Who Owns the Stock Market?

Have you ever wondered who actually owns the stock market? Now we know, thanks to a new piece from the Urban-Brookings Tax Policy Center.

Two things jump out at me from this chart. First, at 40% of the U.S. stock market, foreigners own more than taxable accounts (25%), and retirement accounts (30%). The second thing that stands out is that the ownership of the stock market used to be concentrated in taxable accounts. Institutional investors and retirement accounts are new players on the field, relatively speaking.

The next chart shows the composition of retirement accounts over time. Defined benefit plans, better known as pensions, used to represent 70% of the stock market that was held in retirement accounts. At its peak in 1985, that represented 22% of the overall stock market. Today it’s down to less than 10% for two reasons. First, as you can see in the chart below, defined contribution plans, better known as the 401(k) 403(b) or 457, have gained in popularity over the years. Second, pension funds have taken to alternative investments such as private equity or hedge funds, for example.

As you probably know by now, people with money own the bulk of the stock market. The next chart shows this quite clearly. The top 10% of households, on average, own $1.7 million of stock, directly and indirectly, while the bottom 50% hold just $11,000.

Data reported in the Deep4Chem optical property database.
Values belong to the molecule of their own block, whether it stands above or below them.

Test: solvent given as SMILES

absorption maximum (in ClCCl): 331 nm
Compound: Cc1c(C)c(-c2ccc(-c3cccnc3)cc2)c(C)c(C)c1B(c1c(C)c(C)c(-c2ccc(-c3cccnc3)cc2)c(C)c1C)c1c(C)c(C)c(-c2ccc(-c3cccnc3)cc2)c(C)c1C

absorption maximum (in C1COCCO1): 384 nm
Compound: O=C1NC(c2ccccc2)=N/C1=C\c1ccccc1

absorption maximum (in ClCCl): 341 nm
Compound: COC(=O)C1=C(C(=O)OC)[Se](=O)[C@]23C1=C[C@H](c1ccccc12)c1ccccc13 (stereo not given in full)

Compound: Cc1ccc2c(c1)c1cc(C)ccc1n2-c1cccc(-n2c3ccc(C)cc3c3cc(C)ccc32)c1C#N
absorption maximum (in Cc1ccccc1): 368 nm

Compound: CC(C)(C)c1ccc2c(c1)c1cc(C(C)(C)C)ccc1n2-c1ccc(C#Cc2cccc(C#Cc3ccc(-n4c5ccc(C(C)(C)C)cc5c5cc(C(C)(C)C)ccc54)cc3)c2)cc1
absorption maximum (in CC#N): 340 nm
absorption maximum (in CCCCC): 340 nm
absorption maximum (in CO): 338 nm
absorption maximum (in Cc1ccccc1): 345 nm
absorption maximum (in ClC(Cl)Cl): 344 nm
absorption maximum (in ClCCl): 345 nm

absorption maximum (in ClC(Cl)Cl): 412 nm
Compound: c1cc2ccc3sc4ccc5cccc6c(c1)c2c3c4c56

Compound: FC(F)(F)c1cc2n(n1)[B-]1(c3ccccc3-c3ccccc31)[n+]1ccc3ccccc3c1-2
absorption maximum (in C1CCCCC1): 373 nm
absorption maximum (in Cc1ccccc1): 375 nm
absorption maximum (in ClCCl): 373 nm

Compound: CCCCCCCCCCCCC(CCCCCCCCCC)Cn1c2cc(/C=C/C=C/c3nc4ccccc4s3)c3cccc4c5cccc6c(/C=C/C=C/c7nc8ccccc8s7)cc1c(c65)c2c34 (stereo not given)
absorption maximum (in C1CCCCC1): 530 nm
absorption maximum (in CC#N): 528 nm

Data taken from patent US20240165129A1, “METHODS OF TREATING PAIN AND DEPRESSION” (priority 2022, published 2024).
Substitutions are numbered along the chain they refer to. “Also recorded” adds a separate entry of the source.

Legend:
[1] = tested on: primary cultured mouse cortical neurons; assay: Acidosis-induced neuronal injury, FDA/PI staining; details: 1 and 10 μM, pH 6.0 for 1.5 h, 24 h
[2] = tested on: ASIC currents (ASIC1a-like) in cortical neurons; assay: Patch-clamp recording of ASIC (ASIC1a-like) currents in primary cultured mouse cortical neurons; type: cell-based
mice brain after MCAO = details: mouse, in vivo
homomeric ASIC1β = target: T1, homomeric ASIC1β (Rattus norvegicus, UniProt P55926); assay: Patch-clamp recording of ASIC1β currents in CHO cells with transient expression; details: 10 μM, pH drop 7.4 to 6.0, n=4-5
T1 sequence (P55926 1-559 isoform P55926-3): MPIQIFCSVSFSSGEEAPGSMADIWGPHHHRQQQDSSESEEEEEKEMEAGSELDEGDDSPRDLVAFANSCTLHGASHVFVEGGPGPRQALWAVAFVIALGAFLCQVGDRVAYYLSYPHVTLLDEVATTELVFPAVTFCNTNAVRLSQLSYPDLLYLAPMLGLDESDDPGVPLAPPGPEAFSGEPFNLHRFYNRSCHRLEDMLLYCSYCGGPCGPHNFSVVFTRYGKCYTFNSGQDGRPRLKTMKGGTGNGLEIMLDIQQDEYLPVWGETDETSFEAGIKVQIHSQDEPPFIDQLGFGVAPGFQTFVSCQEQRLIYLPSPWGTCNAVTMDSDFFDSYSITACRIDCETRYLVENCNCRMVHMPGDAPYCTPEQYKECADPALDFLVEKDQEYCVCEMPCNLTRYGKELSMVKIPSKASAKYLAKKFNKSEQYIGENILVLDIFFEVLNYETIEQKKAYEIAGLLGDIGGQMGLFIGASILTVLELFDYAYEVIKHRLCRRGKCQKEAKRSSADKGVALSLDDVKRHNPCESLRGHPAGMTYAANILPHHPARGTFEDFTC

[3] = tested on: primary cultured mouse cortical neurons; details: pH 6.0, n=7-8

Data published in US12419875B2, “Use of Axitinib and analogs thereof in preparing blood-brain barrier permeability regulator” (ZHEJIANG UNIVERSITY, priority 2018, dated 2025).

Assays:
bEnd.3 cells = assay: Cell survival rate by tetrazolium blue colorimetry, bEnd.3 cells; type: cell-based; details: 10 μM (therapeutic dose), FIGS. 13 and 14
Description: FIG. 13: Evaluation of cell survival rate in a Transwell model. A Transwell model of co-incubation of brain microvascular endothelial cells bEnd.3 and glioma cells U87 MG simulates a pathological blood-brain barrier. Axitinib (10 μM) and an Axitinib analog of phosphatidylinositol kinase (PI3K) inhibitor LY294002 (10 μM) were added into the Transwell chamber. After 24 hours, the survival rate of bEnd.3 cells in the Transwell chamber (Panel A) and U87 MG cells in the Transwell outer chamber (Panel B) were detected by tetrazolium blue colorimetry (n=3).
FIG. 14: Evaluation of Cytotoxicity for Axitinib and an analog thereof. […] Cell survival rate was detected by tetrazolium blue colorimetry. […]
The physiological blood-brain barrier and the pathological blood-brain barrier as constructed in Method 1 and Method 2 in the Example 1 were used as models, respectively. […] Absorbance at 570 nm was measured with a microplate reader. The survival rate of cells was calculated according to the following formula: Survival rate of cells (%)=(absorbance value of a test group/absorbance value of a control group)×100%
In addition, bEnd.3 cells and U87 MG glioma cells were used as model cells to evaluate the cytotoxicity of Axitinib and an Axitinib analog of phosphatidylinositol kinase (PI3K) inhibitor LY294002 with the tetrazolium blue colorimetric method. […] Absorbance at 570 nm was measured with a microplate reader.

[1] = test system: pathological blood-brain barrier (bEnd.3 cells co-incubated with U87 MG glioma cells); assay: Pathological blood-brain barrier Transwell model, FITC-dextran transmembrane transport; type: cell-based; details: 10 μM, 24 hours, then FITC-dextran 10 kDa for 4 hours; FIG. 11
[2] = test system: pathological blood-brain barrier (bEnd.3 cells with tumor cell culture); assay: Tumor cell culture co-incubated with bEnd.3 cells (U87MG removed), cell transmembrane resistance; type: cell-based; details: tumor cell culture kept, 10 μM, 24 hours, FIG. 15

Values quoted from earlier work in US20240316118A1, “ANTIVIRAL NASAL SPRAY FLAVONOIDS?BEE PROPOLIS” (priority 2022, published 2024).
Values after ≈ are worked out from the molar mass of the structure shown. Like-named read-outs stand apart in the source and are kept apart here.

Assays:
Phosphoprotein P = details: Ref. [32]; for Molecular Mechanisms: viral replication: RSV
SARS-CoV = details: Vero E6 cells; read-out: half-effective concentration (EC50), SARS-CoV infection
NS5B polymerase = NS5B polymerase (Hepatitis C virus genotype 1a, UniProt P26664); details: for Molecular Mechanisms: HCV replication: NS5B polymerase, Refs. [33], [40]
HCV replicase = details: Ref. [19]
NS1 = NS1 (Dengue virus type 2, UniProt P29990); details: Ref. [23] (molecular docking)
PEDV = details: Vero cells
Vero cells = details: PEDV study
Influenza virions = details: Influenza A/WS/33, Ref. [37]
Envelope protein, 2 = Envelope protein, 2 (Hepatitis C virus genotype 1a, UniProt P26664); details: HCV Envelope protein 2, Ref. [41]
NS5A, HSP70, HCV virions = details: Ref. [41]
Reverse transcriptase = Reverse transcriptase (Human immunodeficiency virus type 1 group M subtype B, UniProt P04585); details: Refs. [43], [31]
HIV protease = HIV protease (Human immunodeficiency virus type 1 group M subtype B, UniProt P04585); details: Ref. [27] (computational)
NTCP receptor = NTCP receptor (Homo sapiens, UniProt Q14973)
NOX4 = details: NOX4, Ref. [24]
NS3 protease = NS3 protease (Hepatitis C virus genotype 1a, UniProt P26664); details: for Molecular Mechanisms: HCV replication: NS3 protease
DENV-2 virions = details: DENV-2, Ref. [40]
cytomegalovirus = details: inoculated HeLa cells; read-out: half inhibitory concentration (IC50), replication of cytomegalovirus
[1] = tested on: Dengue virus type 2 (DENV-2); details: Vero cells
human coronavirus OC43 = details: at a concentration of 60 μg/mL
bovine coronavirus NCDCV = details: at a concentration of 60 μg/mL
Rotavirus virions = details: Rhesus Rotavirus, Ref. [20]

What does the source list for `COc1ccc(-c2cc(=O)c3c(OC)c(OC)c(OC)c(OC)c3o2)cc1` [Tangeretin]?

If ever there was a case for baby bonds, this chart is it. I don’t pretend to be a policy expert, but I think one way we can put a little dent in the wealth gap is by opening up the stock market to more people.

The only way to change people’s mentality towards saving and investing is to show them not tell them. Which is why I love the idea of giving every new baby in the United States $1,000 (I’m making up a number) worth of stock in the S&P 500 that they can’t touch until they’re 18 years old (I’m making up an age). It’s not that I think this will be life changing money, but hopefully it will show them the power of compound interest and persuade them to learn more about money and investing so that they can better prepare for their future.

We’re never going to close the wealth gap by bringing down those at the top. We have to bring up everyone else, especially those at the bottom.

Source:

Who’s Left to Tax: US Taxation of Corporations and Their Shareholders- Rosenthal and Burke

 

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